When floodwaters rise, everyone’s toilet still works — but only because one worker takes a boat to a submerged pump station and keeps the sewers running.
That lonely but critical station, the North Ferry Street Pump Station, is getting $780,000 in upgrades this year, including pumps that can operate even when submerged.
But someone will still stand watch over them when the Mohawk River floods, sewer treatment plant Chief Operator James Versocki said.
The key station in the city’s sewer system is surrounded by river water during the occasional spring flood. Before that happens, a worker goes inside, sandbags the door and prepares to wait it out.
“You can actually see the water going around the building,” Versocki said.
The fire department ferries workers to the station in a boat when the first worker needs a break.
“We don’t leave him in there the whole time,” Versocki said, estimating that most floods last 24 hours. “We bring a boat down and change people out.”
The old pumps need constant maintenance — their motors date from 1955, and the simple machines were folded into a complex, Rube Goldberg-style device that keeps the critical components high in the air while a long driveshaft punches through floodwater to keep the pump moving.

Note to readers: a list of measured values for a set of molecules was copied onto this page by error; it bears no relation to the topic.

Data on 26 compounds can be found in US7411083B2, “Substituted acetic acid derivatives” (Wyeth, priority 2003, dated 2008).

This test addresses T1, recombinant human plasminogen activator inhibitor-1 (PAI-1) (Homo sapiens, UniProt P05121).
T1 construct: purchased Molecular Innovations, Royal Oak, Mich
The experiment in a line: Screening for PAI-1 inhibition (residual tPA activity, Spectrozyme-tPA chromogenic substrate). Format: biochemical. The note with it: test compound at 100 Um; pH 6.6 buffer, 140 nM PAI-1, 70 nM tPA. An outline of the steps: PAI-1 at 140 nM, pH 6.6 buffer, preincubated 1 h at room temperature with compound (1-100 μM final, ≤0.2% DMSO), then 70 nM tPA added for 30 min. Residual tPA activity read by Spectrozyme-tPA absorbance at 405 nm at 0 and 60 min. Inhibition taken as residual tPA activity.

Those driveshafts cause no end of problems, Versocki said.
The rest of the station generally has worked well. If a flood cuts power, a generator comes on automatically. A sump pump keeps the floor relatively dry.
But the station is so important to the entire sewer system that Versocki can’t take a chance with it during floods.
“They’ll still have to do the same thing, stay inside and watch them,” Versocki said. “It’ll be a little safer from floods, but they would still need to have someone watch them.”
The old pumps will be replaced one by one over the course of the year. Work should be done by November.